Friday, March 10, 2017

Building Rapport Music Room

Everybody knows that if students feel loved and safe and like their teacher truly cares about them, they will usually behave better- listening more, being more respectful to the teacher and other classmates, and generally have a much happier time in your classroom.  Trying to teach a kid who feels unwelcome or that you "hate them" will do nothing for that child OR you.  They will just be grumpy and disruptive and there will be no real learning that takes place which in turn can make other students or you grumpy. Winter and Spring are the perfect times to reinforce to students that you care about THEM and not just drilling your subject- whatever it may be.

I have gone back to the basics recently to help continue to build that rapport with my students, and maybe help build their character in the process.

1. Greet students at the door. Be sure you are present as they enter and say hello to EACH student! This can go a long way for students knowing they are loved.  Maybe even make a secret handshake with each class - or even those students you know need something extra.  Also be sure to say bye when they leave! Give high-fives, smiles, etc.

2.  Board-work.  This is not your typical board-work though.  My students have to travel from the main building to my "modular" classroom so they end up arriving at slightly different times from each other.  As upper grades walk in, I have a grid on the board with numbers in each box.  Sometimes students are to write their name in a box, then randomly pick another number and think of a compliment to give that person.  Other times they have to answer a question in a box.  Questions include- "What do you want to be when you grow up?" "What is your favorite music to listen to" "What is your favorite subject in school?" "How can you change the world for the better?" and more.  I always answer the questions as well.  While often this is not inherently musical, I have noticed that students love to tell me about themselves- their hopes and dreams- and then they are more focused during class after having time to just talk and share. Even if it's only 3 minutes at the beginning of class, we are learning more about each other and having fun. Check out more ideas in my "30 Day Happy Teaching Challenge" In the Classroom FUN section.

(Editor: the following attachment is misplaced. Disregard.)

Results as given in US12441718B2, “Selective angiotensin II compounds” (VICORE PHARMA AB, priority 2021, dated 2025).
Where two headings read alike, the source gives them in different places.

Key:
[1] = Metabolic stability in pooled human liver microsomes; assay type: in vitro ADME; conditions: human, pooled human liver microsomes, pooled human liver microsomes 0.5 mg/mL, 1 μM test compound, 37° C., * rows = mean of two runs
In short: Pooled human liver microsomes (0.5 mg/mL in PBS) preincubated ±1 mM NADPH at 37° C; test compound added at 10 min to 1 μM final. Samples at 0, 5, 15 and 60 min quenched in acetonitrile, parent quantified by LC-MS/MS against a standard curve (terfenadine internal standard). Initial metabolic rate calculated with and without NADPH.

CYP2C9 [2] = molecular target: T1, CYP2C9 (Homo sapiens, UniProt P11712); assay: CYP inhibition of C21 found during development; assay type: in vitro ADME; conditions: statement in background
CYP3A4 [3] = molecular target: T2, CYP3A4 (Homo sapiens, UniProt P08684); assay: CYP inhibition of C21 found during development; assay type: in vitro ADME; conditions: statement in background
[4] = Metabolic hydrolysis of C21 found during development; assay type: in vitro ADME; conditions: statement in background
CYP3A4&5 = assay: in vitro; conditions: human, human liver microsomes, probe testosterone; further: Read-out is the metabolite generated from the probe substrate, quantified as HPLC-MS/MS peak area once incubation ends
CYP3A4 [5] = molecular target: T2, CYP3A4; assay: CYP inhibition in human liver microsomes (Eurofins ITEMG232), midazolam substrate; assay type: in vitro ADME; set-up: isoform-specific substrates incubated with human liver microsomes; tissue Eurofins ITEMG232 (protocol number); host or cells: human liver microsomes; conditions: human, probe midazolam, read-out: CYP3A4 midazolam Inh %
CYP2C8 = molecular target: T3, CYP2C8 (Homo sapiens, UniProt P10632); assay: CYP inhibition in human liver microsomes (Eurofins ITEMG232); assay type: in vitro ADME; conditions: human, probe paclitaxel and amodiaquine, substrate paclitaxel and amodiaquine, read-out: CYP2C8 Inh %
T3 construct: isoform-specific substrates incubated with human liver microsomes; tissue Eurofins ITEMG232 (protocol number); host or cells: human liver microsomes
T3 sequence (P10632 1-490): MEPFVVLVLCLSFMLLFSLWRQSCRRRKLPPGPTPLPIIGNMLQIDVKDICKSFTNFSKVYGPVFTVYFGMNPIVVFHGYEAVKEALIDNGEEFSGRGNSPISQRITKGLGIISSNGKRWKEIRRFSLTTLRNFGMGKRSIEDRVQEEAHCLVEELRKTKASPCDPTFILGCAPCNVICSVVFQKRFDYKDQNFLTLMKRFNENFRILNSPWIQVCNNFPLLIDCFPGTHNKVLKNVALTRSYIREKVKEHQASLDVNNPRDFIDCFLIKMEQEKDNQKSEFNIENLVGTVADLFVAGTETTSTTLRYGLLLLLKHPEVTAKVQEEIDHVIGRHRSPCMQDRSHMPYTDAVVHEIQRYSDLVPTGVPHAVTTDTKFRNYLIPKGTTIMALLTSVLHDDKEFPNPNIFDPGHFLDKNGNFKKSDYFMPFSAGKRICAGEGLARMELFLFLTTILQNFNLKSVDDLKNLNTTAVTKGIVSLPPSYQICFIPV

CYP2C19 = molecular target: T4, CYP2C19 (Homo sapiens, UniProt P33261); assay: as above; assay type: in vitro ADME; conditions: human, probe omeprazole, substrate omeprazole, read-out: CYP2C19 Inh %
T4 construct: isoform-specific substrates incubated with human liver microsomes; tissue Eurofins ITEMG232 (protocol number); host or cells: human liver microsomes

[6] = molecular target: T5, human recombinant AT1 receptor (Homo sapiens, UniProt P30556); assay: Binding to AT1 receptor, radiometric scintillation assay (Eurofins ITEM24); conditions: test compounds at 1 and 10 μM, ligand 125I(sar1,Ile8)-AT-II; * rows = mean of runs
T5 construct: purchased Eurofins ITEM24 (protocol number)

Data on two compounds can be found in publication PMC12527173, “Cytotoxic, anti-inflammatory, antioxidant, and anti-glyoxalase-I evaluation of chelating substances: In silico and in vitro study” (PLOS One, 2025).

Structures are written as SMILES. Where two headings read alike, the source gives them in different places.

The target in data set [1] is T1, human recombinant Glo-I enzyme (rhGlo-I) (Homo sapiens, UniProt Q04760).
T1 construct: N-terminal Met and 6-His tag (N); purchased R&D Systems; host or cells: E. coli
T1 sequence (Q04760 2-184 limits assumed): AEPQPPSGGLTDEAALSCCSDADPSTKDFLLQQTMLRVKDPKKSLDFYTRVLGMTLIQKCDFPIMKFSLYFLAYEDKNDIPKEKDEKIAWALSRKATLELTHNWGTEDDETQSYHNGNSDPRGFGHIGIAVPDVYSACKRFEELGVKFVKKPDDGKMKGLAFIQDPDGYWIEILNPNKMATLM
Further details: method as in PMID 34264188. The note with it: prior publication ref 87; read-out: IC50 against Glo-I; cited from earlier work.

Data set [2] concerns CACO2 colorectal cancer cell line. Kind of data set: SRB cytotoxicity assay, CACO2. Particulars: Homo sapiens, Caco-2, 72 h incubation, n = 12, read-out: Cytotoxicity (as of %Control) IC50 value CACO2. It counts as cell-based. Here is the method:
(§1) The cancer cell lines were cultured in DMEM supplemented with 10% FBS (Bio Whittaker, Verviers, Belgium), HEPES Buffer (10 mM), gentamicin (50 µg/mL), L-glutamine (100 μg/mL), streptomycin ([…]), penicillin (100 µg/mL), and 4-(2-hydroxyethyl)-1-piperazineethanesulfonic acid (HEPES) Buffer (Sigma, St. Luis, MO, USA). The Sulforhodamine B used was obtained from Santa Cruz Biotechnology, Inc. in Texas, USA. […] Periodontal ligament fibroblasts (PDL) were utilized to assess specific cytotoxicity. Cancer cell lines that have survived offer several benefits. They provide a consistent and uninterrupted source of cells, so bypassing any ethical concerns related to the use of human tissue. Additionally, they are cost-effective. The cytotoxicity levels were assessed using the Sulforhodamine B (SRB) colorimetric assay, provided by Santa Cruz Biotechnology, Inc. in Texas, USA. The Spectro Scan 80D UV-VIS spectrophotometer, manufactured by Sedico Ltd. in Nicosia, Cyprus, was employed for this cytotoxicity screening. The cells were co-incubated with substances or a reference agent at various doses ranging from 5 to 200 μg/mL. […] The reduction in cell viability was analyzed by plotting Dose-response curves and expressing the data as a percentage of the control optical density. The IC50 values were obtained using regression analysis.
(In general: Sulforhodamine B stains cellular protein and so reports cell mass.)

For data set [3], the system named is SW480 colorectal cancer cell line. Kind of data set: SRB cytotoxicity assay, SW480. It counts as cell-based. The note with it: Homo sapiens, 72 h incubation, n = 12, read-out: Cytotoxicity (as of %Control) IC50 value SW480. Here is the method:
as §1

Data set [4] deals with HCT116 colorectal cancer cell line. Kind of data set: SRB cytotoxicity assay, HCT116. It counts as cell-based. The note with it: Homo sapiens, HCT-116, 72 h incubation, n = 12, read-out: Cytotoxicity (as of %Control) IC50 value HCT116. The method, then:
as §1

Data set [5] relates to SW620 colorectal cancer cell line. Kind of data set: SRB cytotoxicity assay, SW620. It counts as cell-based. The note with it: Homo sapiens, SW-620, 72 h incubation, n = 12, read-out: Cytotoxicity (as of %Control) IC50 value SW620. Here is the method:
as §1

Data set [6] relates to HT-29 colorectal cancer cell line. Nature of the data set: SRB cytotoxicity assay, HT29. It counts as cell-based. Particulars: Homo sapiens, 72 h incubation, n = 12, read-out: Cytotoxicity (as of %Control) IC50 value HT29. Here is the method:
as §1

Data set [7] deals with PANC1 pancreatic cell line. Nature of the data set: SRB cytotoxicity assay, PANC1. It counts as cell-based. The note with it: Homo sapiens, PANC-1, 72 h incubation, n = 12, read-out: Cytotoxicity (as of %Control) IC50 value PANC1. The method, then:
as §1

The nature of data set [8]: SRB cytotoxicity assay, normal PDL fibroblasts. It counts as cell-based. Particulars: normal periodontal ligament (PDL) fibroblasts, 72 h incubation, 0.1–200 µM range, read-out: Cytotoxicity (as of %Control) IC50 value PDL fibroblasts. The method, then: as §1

3. Musical Warm-ups.  With younger grades, I often sing the questions that I would ask the older kids as part of our musical warm-up.  I only ask a few each week, but keep the same question until all have been asked.

4. Paying attention to students interests and adding them to class.  This could mean sight-reading a pop-song you know students like with known pitches, reading rhythms with video game or movie character names (Batman for ti-ti, Thor for ta, etc.), writing parodies of pop songs, or adding technology into lessons.  Today, we even changed the words of "Canoe Song" To be about John Cena and Lebron James.  I just made sure they kept the rhythm EXACTLY the same- which was a challege for them! isleoftune.com, incredibox.com, and even the use of robots (more on this soon!) to hook those kids who are super techy.  Using these websites- I set parameters so students are still working on concepts we are working on in class.
 My students are super into technology and coding so I have been adding games like

5. Read stories and listen to music that can spark some awesome discussion about kids interests, taking care of each other, and even big topics like bullying, self-esteem, and following your dreams.  If a big discussion starts, let it happen! Sometimes we get so caught up in teaching our content, we miss out on these awesome teaching and discussion moments! Some great choices are: Don't Laugh at Me, or songs from I am BullyProof Music.


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